There is a scene from a painted limestone sarcophagus from Hagia Triada showing a bull trussed up on a sacrificial table, while a priestess offers libation at an altar it follows from this that the bull would hardly have been seen as a sacrificial animal, had it been a major deity in its own right. The people of Crete, like those of many other ancient societies, recognised the bull as a symbol of strength, and probably believed that bull’s blood had certain magical properties. Recent work on the Linear B tablets argues that the Cretans worshipped prototypes of some of the Classical Greek deities.

They also appear to have worshipped the mother goddess in a variety of forms although the island is devoid of temples and monumental votive sculpture, there are many miniature likenesses of woman, the goddess of nature, usually shown in the company of her ‘subjects’, the snake, the dove and the bull. It is thought that the mother goddess was a nature goddess, the goddess of animals, the guardian of earth, sea and the harvest.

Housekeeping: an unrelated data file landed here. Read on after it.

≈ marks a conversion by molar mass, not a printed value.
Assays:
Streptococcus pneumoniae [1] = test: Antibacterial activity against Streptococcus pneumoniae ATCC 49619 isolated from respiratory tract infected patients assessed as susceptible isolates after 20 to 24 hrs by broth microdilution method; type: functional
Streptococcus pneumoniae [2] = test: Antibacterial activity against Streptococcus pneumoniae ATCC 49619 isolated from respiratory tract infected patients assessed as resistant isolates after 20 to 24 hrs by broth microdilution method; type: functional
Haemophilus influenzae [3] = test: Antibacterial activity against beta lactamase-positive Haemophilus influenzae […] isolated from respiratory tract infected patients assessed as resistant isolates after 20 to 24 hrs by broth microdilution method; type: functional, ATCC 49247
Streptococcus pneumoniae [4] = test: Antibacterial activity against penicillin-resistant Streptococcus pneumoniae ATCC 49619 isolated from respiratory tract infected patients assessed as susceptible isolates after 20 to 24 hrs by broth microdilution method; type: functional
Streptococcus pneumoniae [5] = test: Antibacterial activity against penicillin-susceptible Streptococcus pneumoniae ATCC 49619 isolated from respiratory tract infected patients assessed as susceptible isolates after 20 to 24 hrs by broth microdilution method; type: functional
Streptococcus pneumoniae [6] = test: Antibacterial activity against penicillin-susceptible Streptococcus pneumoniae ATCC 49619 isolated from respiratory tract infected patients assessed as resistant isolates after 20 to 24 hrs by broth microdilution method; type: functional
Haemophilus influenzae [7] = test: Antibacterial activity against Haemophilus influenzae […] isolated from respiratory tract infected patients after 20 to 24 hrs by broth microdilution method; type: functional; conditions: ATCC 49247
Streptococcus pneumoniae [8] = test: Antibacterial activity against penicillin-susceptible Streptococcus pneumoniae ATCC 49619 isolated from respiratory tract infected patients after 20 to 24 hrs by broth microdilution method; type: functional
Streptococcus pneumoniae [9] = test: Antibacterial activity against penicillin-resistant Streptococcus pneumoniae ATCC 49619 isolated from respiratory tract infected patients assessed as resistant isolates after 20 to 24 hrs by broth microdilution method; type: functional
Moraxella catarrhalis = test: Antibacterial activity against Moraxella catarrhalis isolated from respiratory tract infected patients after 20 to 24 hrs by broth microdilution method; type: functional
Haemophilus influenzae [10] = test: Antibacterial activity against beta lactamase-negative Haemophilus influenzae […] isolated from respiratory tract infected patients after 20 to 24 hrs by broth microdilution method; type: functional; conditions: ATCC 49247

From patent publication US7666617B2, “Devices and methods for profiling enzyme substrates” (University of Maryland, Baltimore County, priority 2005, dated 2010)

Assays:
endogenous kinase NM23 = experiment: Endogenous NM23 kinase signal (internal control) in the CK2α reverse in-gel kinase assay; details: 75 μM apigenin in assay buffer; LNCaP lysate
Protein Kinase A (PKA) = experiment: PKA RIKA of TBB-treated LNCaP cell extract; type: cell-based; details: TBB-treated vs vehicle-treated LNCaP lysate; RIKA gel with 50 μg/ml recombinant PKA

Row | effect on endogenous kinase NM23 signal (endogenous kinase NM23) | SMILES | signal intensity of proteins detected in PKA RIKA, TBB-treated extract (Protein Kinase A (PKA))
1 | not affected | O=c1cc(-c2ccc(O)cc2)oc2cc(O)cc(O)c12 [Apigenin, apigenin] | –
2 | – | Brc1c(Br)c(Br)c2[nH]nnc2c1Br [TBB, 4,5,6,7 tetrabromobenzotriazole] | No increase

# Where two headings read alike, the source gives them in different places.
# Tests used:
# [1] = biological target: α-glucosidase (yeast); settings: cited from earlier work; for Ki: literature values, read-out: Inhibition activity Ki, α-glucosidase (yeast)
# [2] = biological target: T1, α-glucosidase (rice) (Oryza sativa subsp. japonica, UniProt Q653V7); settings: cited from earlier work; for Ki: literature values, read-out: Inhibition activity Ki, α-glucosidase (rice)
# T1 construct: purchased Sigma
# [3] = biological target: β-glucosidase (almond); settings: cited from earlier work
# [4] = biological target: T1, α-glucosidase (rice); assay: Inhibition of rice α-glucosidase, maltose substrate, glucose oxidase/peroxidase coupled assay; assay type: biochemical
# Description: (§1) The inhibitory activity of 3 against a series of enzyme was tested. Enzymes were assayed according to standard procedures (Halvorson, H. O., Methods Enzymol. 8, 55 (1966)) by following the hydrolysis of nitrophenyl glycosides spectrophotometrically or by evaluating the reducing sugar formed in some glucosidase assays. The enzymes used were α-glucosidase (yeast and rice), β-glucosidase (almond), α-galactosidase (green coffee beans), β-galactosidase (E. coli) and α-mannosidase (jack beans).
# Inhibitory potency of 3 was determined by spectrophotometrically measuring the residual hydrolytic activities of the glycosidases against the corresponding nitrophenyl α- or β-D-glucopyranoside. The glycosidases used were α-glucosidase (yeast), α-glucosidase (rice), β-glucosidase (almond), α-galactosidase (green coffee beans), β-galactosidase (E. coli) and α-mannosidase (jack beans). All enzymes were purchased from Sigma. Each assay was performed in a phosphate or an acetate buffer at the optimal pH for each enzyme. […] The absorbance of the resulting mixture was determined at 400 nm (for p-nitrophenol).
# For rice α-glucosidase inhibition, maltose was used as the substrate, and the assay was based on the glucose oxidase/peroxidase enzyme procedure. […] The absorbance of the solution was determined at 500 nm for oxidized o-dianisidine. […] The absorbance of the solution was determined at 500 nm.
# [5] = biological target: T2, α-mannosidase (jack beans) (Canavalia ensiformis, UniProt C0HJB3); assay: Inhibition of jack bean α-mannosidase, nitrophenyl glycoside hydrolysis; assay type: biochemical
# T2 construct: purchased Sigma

That the bull should occupy a prominent place in such a society was quite natural its power and potency constituted an important adjunct to the aura of the mother goddess. The bull-leapers are invariably shown to be young and beautiful the bull is usually shown to be ferocious and powerful. The bull-leap could be seen to combine the elements, almost, of ‘beauty and the beast’, which may well have held some form of magico-religious significance for the Cretans. Murals illustrate that the mother goddess looked down on the bull-sports, another factor which argues that the spectacle had some form of religious symbolism.